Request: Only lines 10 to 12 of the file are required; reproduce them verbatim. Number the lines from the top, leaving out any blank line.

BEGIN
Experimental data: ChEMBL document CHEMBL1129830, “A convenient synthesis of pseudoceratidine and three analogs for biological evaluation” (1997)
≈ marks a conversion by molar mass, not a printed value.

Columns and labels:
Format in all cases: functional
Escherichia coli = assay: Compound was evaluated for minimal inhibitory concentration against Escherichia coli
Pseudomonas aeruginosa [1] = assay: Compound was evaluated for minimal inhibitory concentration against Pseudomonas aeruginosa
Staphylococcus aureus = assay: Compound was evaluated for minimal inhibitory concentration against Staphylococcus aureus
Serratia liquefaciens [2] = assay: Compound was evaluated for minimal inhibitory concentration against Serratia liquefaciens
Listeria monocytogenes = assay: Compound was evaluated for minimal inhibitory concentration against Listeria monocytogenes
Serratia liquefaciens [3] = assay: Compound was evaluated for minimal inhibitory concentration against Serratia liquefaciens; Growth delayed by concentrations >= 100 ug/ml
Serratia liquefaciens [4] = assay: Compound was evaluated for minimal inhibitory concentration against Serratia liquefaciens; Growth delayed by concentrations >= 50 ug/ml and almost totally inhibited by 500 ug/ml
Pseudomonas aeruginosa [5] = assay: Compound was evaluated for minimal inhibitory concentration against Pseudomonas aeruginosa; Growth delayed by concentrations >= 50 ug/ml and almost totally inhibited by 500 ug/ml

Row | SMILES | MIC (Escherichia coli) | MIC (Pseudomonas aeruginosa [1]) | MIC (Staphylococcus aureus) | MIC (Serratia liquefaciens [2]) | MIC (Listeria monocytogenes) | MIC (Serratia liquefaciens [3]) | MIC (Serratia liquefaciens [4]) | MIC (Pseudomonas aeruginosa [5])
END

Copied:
Serratia liquefaciens [3] = assay: Compound was evaluated for minimal inhibitory concentration against Serratia liquefaciens; Growth delayed by concentrations >= 100 ug/ml
Serratia liquefaciens [4] = assay: Compound was evaluated for minimal inhibitory concentration against Serratia liquefaciens; Growth delayed by concentrations >= 50 ug/ml and almost totally inhibited by 500 ug/ml
Pseudomonas aeruginosa [5] = assay: Compound was evaluated for minimal inhibitory concentration against Pseudomonas aeruginosa; Growth delayed by concentrations >= 50 ug/ml and almost totally inhibited by 500 ug/ml